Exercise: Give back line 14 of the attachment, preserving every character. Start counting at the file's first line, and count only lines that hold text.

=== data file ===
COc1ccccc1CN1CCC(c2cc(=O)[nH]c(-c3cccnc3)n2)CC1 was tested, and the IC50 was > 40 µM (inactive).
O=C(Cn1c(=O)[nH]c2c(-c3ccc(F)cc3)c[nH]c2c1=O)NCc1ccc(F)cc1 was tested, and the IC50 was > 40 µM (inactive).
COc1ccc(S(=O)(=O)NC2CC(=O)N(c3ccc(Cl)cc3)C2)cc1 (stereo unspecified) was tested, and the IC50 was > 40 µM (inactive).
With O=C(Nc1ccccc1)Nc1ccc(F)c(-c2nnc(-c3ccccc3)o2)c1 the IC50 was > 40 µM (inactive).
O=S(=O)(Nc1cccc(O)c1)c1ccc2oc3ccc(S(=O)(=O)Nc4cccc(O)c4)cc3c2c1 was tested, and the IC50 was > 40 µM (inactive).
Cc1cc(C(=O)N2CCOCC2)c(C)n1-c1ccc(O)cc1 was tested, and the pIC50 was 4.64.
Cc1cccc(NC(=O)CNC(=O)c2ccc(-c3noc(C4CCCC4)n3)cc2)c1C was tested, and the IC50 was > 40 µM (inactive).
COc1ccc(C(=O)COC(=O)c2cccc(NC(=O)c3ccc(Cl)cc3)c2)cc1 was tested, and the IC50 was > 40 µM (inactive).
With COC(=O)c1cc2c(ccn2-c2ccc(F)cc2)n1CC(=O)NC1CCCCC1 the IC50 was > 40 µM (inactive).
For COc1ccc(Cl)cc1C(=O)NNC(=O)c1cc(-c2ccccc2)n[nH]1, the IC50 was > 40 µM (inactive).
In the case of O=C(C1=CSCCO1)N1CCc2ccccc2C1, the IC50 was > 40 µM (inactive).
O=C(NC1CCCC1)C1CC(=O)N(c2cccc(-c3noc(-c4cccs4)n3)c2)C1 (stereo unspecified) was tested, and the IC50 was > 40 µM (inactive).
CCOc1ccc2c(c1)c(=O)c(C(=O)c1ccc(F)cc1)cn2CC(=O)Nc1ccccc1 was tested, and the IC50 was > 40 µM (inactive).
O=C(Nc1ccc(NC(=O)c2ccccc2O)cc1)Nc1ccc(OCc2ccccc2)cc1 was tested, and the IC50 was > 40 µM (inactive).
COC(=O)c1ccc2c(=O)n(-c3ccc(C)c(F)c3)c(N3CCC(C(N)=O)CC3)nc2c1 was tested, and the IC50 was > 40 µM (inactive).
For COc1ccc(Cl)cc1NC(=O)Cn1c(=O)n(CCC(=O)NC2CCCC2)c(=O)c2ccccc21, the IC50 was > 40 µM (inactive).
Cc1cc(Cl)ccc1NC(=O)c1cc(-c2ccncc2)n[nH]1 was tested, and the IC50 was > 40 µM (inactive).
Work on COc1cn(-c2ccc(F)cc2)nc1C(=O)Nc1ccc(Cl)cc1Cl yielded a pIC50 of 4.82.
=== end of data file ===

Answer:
O=C(Nc1ccc(NC(=O)c2ccccc2O)cc1)Nc1ccc(OCc2ccccc2)cc1 was tested, and the IC50 was > 40 µM (inactive).